Massachusetts immigration advocates are pushing once again for passage of legislation, dubbed the Safe Communities Act, that would prohibit local law enforcement officials from asking about immigration status, unless legally required to do so, and limit communication between police and court officials and federal immigration agents.
A coalition of immigrant rights groups, including the Massachusetts Immigrant and Refugee Advocacy Coalition, met on Beacon Hill Wednesday for a so-called "lobby day" to rally support and strategize for the coming session.
The bills, filed in both the State Senate and the Massachusetts House, represent a slightly revised version of similar legislation introduced last year. The measure passed the Senate but stalled in the House after leaders declined to take it up for a vote.
Gov. Charlie Baker had opposed the measure, saying that the limits of local law enforcement should be set community by community, not by state law.
Baker’s office did not return a request for comment Wednesday on the newest version of the legislation.
The immigrant advocacy groups are preparing for a sustained lobbying campaign during this session, and hope that an influx of new members to the Massachusetts House might tilt the odds in their favor this time.
Zayda Ortiz, of the activist group Indivisible Mystic Valley, said she is choosing to remain optimistic.
“I'm excited for the new wave of freshmen reps in the house and I'm hoping, optimistically but cautiously, that we can make something happen,” Ortiz said.
“This is about due process, the basic, fundamental building block of our constitution,” said Ortiz, whose parents immigrated from Mexico after a hurricane destroyed their livelihood, later becoming U.S. citizens. “Hopefully, with changing minds and reminding people of their ancestry and their past, we can get this bill passed.”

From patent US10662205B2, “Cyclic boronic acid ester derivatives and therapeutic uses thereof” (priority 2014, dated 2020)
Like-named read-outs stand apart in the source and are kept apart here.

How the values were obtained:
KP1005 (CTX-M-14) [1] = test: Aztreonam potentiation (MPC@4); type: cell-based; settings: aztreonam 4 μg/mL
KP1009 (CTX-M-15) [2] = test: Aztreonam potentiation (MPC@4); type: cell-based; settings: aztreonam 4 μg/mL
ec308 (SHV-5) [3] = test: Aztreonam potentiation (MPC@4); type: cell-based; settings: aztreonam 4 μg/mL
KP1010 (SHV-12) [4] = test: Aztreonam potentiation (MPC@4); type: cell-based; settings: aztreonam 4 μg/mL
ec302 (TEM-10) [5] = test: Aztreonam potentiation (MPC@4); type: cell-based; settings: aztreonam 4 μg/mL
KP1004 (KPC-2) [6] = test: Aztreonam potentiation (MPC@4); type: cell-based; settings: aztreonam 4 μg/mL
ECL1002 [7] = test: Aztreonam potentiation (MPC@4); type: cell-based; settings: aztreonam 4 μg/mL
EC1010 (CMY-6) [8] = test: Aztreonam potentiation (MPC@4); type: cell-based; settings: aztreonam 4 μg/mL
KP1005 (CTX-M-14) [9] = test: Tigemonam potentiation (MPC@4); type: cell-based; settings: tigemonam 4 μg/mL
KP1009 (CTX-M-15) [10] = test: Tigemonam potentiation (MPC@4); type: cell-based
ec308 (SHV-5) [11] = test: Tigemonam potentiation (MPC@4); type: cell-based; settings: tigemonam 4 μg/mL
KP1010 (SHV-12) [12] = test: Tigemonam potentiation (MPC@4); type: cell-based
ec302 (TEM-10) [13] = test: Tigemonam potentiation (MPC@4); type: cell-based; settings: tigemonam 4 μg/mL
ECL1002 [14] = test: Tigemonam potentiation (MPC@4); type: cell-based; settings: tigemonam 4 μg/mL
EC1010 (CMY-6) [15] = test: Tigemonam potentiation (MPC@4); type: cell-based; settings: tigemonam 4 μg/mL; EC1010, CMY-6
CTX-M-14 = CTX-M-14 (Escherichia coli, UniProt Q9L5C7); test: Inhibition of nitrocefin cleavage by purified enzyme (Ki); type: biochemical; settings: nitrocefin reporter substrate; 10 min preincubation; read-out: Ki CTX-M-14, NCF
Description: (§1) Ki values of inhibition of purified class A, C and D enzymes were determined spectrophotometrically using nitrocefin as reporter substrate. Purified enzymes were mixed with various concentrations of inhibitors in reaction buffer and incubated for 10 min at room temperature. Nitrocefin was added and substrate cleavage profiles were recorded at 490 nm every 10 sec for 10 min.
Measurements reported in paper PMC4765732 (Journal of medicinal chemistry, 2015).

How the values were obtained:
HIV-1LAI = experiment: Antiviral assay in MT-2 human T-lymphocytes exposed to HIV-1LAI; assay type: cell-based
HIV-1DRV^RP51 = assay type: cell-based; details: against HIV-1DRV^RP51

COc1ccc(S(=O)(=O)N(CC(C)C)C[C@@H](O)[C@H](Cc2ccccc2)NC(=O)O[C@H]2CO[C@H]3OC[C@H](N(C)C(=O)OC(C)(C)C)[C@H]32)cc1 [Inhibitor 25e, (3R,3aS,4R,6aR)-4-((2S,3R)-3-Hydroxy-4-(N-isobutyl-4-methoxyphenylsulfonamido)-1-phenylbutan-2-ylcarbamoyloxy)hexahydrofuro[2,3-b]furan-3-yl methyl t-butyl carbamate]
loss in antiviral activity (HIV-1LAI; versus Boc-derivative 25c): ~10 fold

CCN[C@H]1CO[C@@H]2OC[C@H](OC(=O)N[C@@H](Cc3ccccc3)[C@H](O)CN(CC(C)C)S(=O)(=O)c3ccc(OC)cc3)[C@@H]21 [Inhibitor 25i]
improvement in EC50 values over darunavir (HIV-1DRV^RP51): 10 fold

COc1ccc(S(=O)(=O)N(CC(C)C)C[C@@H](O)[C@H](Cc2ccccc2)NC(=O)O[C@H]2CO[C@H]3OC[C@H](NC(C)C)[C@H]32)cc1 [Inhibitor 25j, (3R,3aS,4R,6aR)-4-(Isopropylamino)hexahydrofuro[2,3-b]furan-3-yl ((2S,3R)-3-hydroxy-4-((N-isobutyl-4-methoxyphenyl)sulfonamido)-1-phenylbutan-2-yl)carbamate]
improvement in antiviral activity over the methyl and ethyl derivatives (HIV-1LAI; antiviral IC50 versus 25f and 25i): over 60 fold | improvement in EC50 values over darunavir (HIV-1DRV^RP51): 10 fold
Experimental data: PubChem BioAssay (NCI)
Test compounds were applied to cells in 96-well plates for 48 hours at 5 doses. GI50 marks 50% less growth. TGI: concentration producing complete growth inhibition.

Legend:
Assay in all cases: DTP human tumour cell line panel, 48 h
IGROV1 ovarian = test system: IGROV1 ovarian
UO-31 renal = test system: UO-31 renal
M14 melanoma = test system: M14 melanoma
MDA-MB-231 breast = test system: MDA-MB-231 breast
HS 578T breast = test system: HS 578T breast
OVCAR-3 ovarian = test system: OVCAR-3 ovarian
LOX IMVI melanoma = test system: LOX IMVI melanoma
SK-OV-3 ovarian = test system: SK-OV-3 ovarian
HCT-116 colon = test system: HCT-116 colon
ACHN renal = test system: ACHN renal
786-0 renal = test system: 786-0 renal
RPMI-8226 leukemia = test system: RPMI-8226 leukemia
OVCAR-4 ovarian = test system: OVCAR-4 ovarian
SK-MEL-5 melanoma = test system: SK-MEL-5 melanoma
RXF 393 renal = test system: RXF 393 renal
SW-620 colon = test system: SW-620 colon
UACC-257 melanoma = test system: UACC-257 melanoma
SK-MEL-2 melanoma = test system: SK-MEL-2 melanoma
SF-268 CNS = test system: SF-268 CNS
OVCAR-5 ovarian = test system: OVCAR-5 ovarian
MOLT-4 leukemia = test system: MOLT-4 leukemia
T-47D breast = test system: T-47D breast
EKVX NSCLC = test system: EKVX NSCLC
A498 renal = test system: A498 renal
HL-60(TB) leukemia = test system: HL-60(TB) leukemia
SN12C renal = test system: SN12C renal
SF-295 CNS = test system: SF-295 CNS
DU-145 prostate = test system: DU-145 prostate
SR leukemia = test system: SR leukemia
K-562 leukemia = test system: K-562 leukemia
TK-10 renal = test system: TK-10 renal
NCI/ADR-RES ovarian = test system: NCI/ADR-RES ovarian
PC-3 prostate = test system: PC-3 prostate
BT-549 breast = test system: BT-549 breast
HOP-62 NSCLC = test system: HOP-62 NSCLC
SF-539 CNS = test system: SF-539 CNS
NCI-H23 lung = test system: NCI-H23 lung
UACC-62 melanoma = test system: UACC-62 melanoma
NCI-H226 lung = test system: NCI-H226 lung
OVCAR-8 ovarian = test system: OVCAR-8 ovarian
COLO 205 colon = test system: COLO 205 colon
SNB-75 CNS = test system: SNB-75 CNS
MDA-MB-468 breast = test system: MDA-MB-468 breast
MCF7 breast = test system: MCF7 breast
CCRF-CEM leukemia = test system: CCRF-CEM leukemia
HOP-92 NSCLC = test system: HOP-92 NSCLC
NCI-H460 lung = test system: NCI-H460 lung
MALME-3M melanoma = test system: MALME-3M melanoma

Addressing coalition members before a short strategy session, State Sen. Jamie Eldridge, one of the bill’s Senate sponsors, said the measure is popular, noting that the Massachusetts Police Chiefs Association endorsed the last version of the legislation.
“They recognized they want to focus on protecting the public safety, and not enforcing immigration law,” Eldridge said.
Read more: Should Local Police Act Like ICE Agents?
Speaking to reporters outside of the meeting, Eldridge acknowledged that Baker does not appear to have changed his stance.
But, Eldridge said, there’s still time for Baker to change his mind.
“Until his re-election, he opposed [raising] taxes,” Eldridge said, “And now he’s including in his budget a number of taxes, so I’m optimistic that we can convince him to support this very modest, common-sense reform.” Baker has opposed broad-based tax increases. His latest budget proposal included a proposal to raise a real estate transfer tax and implementing other targeted tax revenues.
Eldridge rebuffed Baker’s argument that the statewide legislation is inappropriate, noting that the governor supported statewide laws regulating ride-hailing companies like Uber and Lyft, and new state regulations for short-term rental platforms like Airbnb.